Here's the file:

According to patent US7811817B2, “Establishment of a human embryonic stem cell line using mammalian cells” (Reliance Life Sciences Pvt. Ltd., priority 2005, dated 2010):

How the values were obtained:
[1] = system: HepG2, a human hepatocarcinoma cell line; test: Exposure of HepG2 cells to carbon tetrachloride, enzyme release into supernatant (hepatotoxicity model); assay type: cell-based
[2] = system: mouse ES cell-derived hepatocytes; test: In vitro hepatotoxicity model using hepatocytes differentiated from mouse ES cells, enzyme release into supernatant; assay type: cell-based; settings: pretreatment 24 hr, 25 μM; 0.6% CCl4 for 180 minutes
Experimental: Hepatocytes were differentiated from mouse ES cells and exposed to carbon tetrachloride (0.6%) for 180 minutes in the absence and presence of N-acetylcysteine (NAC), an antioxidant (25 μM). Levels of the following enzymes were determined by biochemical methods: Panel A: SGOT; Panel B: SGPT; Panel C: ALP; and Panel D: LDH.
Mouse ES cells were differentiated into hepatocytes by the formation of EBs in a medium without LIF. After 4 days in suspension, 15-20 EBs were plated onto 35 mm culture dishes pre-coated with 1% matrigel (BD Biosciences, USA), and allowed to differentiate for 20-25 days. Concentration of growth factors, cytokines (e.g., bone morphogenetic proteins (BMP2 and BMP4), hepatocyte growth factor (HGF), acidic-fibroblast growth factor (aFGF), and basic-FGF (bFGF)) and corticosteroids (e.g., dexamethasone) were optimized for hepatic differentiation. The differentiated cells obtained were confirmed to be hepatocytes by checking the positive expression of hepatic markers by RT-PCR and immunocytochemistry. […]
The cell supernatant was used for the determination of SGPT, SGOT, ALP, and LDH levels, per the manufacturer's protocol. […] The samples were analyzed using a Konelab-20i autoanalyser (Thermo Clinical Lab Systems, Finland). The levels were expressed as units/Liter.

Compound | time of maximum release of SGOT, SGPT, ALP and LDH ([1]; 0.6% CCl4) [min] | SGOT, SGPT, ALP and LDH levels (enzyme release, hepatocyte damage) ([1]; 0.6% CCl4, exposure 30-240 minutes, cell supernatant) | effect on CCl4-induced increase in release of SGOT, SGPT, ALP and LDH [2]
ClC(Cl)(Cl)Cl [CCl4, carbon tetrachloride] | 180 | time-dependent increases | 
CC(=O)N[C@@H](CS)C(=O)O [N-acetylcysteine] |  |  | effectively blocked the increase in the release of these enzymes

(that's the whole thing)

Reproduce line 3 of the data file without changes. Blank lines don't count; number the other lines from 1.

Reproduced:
[1] = system: HepG2, a human hepatocarcinoma cell line; test: Exposure of HepG2 cells to carbon tetrachloride, enzyme release into supernatant (hepatotoxicity model); assay type: cell-based